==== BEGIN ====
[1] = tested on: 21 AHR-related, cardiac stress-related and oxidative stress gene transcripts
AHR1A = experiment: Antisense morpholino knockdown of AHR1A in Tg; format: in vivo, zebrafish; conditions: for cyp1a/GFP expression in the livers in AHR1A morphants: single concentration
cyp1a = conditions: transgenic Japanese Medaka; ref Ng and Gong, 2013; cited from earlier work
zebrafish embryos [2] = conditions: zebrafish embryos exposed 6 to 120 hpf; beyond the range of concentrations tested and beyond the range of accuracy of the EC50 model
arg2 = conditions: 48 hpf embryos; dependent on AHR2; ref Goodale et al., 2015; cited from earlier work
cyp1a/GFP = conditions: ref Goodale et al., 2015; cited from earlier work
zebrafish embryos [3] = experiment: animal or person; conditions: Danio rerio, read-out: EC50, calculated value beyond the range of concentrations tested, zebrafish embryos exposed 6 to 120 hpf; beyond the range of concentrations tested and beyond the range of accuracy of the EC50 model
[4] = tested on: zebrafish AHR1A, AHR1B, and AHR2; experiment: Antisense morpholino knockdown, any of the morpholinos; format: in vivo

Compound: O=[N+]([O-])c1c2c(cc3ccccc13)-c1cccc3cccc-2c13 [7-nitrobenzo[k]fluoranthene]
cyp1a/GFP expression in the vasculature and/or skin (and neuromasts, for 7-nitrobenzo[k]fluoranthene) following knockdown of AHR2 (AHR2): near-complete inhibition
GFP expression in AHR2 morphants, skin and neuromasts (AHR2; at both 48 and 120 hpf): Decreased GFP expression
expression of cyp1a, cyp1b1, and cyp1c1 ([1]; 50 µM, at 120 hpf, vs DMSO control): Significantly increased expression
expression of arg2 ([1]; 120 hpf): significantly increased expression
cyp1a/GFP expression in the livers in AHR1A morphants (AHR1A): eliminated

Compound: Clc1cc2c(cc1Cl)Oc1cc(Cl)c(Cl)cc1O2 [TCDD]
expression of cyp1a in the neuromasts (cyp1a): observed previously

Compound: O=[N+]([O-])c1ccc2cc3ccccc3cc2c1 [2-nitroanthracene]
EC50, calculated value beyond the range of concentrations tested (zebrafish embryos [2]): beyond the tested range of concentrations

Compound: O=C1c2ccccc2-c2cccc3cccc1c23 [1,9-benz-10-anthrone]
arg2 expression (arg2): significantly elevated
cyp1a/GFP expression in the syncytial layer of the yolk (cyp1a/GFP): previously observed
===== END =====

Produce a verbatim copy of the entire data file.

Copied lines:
[1] = tested on: 21 AHR-related, cardiac stress-related and oxidative stress gene transcripts
AHR1A = experiment: Antisense morpholino knockdown of AHR1A in Tg; format: in vivo, zebrafish; conditions: for cyp1a/GFP expression in the livers in AHR1A morphants: single concentration
cyp1a = conditions: transgenic Japanese Medaka; ref Ng and Gong, 2013; cited from earlier work
zebrafish embryos [2] = conditions: zebrafish embryos exposed 6 to 120 hpf; beyond the range of concentrations tested and beyond the range of accuracy of the EC50 model
arg2 = conditions: 48 hpf embryos; dependent on AHR2; ref Goodale et al., 2015; cited from earlier work
cyp1a/GFP = conditions: ref Goodale et al., 2015; cited from earlier work
zebrafish embryos [3] = experiment: animal or person; conditions: Danio rerio, read-out: EC50, calculated value beyond the range of concentrations tested, zebrafish embryos exposed 6 to 120 hpf; beyond the range of concentrations tested and beyond the range of accuracy of the EC50 model
[4] = tested on: zebrafish AHR1A, AHR1B, and AHR2; experiment: Antisense morpholino knockdown, any of the morpholinos; format: in vivo

Compound: O=[N+]([O-])c1c2c(cc3ccccc13)-c1cccc3cccc-2c13 [7-nitrobenzo[k]fluoranthene]
cyp1a/GFP expression in the vasculature and/or skin (and neuromasts, for 7-nitrobenzo[k]fluoranthene) following knockdown of AHR2 (AHR2): near-complete inhibition
GFP expression in AHR2 morphants, skin and neuromasts (AHR2; at both 48 and 120 hpf): Decreased GFP expression
expression of cyp1a, cyp1b1, and cyp1c1 ([1]; 50 µM, at 120 hpf, vs DMSO control): Significantly increased expression
expression of arg2 ([1]; 120 hpf): significantly increased expression
cyp1a/GFP expression in the livers in AHR1A morphants (AHR1A): eliminated

Compound: Clc1cc2c(cc1Cl)Oc1cc(Cl)c(Cl)cc1O2 [TCDD]
expression of cyp1a in the neuromasts (cyp1a): observed previously

Compound: O=[N+]([O-])c1ccc2cc3ccccc3cc2c1 [2-nitroanthracene]
EC50, calculated value beyond the range of concentrations tested (zebrafish embryos [2]): beyond the tested range of concentrations

Compound: O=C1c2ccccc2-c2cccc3cccc1c23 [1,9-benz-10-anthrone]
arg2 expression (arg2): significantly elevated
cyp1a/GFP expression in the syncytial layer of the yolk (cyp1a/GFP): previously observed